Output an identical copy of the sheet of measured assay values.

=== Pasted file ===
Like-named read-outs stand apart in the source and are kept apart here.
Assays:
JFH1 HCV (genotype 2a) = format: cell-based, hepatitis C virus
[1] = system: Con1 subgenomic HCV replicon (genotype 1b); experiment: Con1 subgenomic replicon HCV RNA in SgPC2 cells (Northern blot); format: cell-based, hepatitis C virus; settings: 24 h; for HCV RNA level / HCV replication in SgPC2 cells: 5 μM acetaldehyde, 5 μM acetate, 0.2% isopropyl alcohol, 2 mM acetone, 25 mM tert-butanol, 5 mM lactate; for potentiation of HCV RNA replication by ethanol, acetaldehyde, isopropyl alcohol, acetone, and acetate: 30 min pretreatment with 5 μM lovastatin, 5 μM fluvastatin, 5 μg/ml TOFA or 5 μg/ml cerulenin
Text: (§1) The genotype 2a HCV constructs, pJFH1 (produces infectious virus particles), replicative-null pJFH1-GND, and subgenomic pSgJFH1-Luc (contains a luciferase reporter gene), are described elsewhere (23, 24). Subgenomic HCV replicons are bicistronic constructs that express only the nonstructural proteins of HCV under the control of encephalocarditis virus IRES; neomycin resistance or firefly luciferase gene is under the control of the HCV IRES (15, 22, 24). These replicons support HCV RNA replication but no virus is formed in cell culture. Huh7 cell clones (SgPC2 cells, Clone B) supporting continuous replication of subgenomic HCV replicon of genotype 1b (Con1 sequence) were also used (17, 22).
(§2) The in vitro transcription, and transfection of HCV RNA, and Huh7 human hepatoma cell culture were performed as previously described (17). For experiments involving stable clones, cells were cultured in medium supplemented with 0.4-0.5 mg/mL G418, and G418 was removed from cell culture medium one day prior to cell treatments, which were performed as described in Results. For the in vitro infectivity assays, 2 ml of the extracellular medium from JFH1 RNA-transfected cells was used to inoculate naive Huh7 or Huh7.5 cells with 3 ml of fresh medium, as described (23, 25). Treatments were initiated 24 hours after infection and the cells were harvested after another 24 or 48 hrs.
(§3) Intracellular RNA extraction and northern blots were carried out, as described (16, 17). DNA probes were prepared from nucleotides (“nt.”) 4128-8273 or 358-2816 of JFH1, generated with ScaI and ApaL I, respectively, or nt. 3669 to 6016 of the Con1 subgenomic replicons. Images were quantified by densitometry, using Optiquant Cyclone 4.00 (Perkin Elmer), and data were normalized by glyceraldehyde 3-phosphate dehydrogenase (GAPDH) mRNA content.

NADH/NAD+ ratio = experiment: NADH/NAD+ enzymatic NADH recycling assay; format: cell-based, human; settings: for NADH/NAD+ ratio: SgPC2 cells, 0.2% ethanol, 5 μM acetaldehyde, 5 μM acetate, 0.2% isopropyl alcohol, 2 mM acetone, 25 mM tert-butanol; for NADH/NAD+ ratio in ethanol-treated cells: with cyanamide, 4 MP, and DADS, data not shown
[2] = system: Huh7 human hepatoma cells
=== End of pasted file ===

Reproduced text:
Like-named read-outs stand apart in the source and are kept apart here.
Assays:
JFH1 HCV (genotype 2a) = format: cell-based, hepatitis C virus
[1] = system: Con1 subgenomic HCV replicon (genotype 1b); experiment: Con1 subgenomic replicon HCV RNA in SgPC2 cells (Northern blot); format: cell-based, hepatitis C virus; settings: 24 h; for HCV RNA level / HCV replication in SgPC2 cells: 5 μM acetaldehyde, 5 μM acetate, 0.2% isopropyl alcohol, 2 mM acetone, 25 mM tert-butanol, 5 mM lactate; for potentiation of HCV RNA replication by ethanol, acetaldehyde, isopropyl alcohol, acetone, and acetate: 30 min pretreatment with 5 μM lovastatin, 5 μM fluvastatin, 5 μg/ml TOFA or 5 μg/ml cerulenin
Text: (§1) The genotype 2a HCV constructs, pJFH1 (produces infectious virus particles), replicative-null pJFH1-GND, and subgenomic pSgJFH1-Luc (contains a luciferase reporter gene), are described elsewhere (23, 24). Subgenomic HCV replicons are bicistronic constructs that express only the nonstructural proteins of HCV under the control of encephalocarditis virus IRES; neomycin resistance or firefly luciferase gene is under the control of the HCV IRES (15, 22, 24). These replicons support HCV RNA replication but no virus is formed in cell culture. Huh7 cell clones (SgPC2 cells, Clone B) supporting continuous replication of subgenomic HCV replicon of genotype 1b (Con1 sequence) were also used (17, 22).
(§2) The in vitro transcription, and transfection of HCV RNA, and Huh7 human hepatoma cell culture were performed as previously described (17). For experiments involving stable clones, cells were cultured in medium supplemented with 0.4-0.5 mg/mL G418, and G418 was removed from cell culture medium one day prior to cell treatments, which were performed as described in Results. For the in vitro infectivity assays, 2 ml of the extracellular medium from JFH1 RNA-transfected cells was used to inoculate naive Huh7 or Huh7.5 cells with 3 ml of fresh medium, as described (23, 25). Treatments were initiated 24 hours after infection and the cells were harvested after another 24 or 48 hrs.
(§3) Intracellular RNA extraction and northern blots were carried out, as described (16, 17). DNA probes were prepared from nucleotides (“nt.”) 4128-8273 or 358-2816 of JFH1, generated with ScaI and ApaL I, respectively, or nt. 3669 to 6016 of the Con1 subgenomic replicons. Images were quantified by densitometry, using Optiquant Cyclone 4.00 (Perkin Elmer), and data were normalized by glyceraldehyde 3-phosphate dehydrogenase (GAPDH) mRNA content.

NADH/NAD+ ratio = experiment: NADH/NAD+ enzymatic NADH recycling assay; format: cell-based, human; settings: for NADH/NAD+ ratio: SgPC2 cells, 0.2% ethanol, 5 μM acetaldehyde, 5 μM acetate, 0.2% isopropyl alcohol, 2 mM acetone, 25 mM tert-butanol; for NADH/NAD+ ratio in ethanol-treated cells: with cyanamide, 4 MP, and DADS, data not shown
[2] = system: Huh7 human hepatoma cells